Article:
As a rule, economic hard times don’t affect the beauty industry severely. Even though consumers start being more price conscious during those times, they still tend to spend money on beauty products and procedures. In today’s environment of rising per capita incomes, the beauty business is flourishing.
In 2015, the industry accounted for $56.2 billion in the US. Hair care, the largest sector, boasts 86.000 locations. Skin care comes next and is growing with rapid advances. It’s anticipated to bring revenue of almost $11 billion by 2018. This is because people are becoming more and more aware of the importance of skin care. On the other hand, such growth is based on an increase in the market for men.
|US Beauty Industry Segments||Market Share by Revenue|
|Perfumes and colognes||9.5%|
|Deodorants, antiperspirant, feminine cleaning||8.5%|
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Beauty Product Companies
Today there is a demand for natural beauty products, creams featuring special ingredients, serums that are developed for specific beauty issues, and cosmetics that can be used for a variety of purposes. This has resulted in increased interest in small and midsize players in the cosmetic ingredients sector.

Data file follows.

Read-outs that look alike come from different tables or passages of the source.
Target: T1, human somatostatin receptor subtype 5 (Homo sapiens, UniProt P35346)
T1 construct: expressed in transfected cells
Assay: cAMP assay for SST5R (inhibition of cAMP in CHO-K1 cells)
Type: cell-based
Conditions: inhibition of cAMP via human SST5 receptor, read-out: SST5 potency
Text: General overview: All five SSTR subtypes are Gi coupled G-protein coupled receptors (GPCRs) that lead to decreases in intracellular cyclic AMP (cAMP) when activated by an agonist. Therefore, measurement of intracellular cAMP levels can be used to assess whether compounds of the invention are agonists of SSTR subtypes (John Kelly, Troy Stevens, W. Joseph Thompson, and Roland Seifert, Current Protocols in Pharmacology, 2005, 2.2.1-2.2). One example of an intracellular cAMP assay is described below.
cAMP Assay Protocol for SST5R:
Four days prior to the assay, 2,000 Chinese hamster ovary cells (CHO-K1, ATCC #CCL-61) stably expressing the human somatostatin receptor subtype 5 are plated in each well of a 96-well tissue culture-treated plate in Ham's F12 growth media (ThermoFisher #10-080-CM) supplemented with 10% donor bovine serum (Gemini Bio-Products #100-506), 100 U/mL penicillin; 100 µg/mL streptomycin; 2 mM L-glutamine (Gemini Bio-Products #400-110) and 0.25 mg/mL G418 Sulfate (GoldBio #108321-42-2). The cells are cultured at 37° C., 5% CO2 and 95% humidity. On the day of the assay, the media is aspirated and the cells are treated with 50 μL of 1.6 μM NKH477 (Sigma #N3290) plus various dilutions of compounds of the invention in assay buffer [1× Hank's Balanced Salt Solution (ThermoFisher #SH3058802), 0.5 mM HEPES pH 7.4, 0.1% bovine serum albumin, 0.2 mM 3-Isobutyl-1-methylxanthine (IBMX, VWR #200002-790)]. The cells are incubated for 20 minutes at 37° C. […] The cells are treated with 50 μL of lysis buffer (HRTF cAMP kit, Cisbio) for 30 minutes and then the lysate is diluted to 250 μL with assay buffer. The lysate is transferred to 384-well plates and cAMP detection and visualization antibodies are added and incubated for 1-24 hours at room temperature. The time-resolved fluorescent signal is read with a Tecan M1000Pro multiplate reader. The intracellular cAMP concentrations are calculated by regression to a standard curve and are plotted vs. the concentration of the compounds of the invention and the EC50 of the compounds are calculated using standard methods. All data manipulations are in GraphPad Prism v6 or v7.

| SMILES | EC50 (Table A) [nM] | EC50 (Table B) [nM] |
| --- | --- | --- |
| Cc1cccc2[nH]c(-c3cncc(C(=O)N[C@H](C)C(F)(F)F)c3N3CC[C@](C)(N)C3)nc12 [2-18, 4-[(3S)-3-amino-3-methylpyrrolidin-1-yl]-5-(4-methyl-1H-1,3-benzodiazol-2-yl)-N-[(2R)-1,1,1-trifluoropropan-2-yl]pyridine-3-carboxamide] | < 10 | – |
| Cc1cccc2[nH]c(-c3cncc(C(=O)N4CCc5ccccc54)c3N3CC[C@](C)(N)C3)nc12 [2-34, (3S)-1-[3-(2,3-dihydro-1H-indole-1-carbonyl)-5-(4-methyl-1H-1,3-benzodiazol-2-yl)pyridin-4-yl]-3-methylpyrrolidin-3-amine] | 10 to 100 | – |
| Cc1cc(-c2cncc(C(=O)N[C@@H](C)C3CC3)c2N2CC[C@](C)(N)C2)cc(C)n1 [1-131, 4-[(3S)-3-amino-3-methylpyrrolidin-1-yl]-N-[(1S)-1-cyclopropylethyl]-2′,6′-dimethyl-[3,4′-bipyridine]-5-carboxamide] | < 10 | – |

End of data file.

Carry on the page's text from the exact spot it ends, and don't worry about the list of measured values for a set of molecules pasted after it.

Mark Dixon, chief thinking officer at ThinkingLinking, a global mergers-and-acquisitions firm specializing in emerging growth markets and investors, consumers aren’t only concerned about what they’re wearing on their bodies, but also what they’re putting in their bodies.
Dixon further notes today some parts of the sector are consolidating. This refers to those slices that previously lacked consolidation. The middle market is being consolidated by the middle market, and then the big players can acquire them eventually.
Nowadays, shoppers can easily access both products and information about them. That’s why they can easily choose cosmetics that contain, or don’t contain, particular additives and provide specific results. Such situation enables smaller, independent and flexible beauty companies enter the market and develop loyal customers.
The way big players manage their acquisitions has changed recently. They used to buy a company and try to integrate it as quickly as possible. Now, big beauty companies tend to allow the small companies they acquire do what they do best and don’t interfere too much. What these small companies do they fill in gaps, serving as a new audience or customer group.
As Karen Grant, global beauty industry analyst at NPD Group mentions even if your company is small today, this doesn’t mean it can’t become big tomorrow. Not a single brand should be underestimated.